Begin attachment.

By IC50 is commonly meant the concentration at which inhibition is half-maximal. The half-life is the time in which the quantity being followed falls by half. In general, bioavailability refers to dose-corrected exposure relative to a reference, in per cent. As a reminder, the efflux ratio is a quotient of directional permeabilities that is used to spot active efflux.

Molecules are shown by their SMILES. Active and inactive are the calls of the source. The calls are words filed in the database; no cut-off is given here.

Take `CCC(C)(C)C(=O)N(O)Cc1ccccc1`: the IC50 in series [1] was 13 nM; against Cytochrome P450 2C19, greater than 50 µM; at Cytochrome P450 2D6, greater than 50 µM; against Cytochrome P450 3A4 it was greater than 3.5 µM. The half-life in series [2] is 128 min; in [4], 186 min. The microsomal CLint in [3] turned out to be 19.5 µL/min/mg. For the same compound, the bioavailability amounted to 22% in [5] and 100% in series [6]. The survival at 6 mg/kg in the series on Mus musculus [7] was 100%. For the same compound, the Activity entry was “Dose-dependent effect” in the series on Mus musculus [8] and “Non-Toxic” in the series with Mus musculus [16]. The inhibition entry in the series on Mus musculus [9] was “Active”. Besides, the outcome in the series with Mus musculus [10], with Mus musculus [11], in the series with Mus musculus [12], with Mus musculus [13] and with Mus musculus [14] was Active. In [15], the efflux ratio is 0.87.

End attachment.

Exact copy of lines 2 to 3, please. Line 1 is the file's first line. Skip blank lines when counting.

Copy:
Molecules are shown by their SMILES. Active and inactive are the calls of the source. The calls are words filed in the database; no cut-off is given here.

Take `CCC(C)(C)C(=O)N(O)Cc1ccccc1`: the IC50 in series [1] was 13 nM; against Cytochrome P450 2C19, greater than 50 µM; at Cytochrome P450 2D6, greater than 50 µM; against Cytochrome P450 3A4 it was greater than 3.5 µM. The half-life in series [2] is 128 min; in [4], 186 min. The microsomal CLint in [3] turned out to be 19.5 µL/min/mg. For the same compound, the bioavailability amounted to 22% in [5] and 100% in series [6]. The survival at 6 mg/kg in the series on Mus musculus [7] was 100%. For the same compound, the Activity entry was “Dose-dependent effect” in the series on Mus musculus [8] and “Non-Toxic” in the series with Mus musculus [16]. The inhibition entry in the series on Mus musculus [9] was “Active”. Besides, the outcome in the series with Mus musculus [10], with Mus musculus [11], in the series with Mus musculus [12], with Mus musculus [13] and with Mus musculus [14] was Active. In [15], the efflux ratio is 0.87.